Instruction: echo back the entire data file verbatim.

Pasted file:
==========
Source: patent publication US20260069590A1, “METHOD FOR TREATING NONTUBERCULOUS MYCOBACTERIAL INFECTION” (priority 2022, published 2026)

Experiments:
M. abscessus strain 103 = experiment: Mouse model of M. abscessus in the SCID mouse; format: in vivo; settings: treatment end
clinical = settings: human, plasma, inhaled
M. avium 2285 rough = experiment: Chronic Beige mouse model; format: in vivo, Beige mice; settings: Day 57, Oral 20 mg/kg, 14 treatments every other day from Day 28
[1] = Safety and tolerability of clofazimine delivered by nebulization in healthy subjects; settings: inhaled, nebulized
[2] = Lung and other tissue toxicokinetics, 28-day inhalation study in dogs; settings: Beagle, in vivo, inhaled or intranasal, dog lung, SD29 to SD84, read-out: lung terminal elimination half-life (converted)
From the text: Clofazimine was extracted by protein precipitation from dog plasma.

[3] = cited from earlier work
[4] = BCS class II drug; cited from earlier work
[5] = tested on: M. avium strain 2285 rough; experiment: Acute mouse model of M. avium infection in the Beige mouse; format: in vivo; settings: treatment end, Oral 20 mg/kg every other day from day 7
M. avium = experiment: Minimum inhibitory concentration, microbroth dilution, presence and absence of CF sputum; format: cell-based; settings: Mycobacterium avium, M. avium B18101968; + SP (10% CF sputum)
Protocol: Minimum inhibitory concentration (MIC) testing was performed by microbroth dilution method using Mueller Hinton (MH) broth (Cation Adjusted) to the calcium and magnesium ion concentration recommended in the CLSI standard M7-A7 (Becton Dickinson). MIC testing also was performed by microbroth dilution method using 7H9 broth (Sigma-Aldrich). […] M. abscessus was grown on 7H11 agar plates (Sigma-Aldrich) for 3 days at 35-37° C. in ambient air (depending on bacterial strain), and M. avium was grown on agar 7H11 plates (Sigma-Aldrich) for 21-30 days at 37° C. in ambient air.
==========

Source: patent publication US20260069590A1, “METHOD FOR TREATING NONTUBERCULOUS MYCOBACTERIAL INFECTION” (priority 2022, published 2026)

Experiments:
M. abscessus strain 103 = experiment: Mouse model of M. abscessus in the SCID mouse; format: in vivo; settings: treatment end
clinical = settings: human, plasma, inhaled
M. avium 2285 rough = experiment: Chronic Beige mouse model; format: in vivo, Beige mice; settings: Day 57, Oral 20 mg/kg, 14 treatments every other day from Day 28
[1] = Safety and tolerability of clofazimine delivered by nebulization in healthy subjects; settings: inhaled, nebulized
[2] = Lung and other tissue toxicokinetics, 28-day inhalation study in dogs; settings: Beagle, in vivo, inhaled or intranasal, dog lung, SD29 to SD84, read-out: lung terminal elimination half-life (converted)
From the text: Clofazimine was extracted by protein precipitation from dog plasma.

[3] = cited from earlier work
[4] = BCS class II drug; cited from earlier work
[5] = tested on: M. avium strain 2285 rough; experiment: Acute mouse model of M. avium infection in the Beige mouse; format: in vivo; settings: treatment end, Oral 20 mg/kg every other day from day 7
M. avium = experiment: Minimum inhibitory concentration, microbroth dilution, presence and absence of CF sputum; format: cell-based; settings: Mycobacterium avium, M. avium B18101968; + SP (10% CF sputum)
Protocol: Minimum inhibitory concentration (MIC) testing was performed by microbroth dilution method using Mueller Hinton (MH) broth (Cation Adjusted) to the calcium and magnesium ion concentration recommended in the CLSI standard M7-A7 (Becton Dickinson). MIC testing also was performed by microbroth dilution method using 7H9 broth (Sigma-Aldrich). […] M. abscessus was grown on 7H11 agar plates (Sigma-Aldrich) for 3 days at 35-37° C. in ambient air (depending on bacterial strain), and M. avium was grown on agar 7H11 plates (Sigma-Aldrich) for 21-30 days at 37° C. in ambient air.